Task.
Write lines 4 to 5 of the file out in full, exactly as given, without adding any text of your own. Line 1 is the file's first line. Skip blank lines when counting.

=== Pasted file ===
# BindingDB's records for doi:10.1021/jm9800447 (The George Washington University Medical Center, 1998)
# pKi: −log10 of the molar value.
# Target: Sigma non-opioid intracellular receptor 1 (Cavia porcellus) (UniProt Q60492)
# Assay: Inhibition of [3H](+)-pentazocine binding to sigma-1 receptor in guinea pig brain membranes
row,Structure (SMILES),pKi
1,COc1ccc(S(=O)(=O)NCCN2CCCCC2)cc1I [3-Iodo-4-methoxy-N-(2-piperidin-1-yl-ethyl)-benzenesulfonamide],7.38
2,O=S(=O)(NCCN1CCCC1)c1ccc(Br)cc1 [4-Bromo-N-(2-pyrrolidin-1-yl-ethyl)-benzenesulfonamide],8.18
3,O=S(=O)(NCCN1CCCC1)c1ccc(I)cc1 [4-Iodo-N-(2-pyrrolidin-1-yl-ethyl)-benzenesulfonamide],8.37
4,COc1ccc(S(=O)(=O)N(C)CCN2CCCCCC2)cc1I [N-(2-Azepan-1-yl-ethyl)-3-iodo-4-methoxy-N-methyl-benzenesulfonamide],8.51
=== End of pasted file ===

# Assay: Inhibition of [3H](+)-pentazocine binding to sigma-1 receptor in guinea pig brain membranes
row,Structure (SMILES),pKi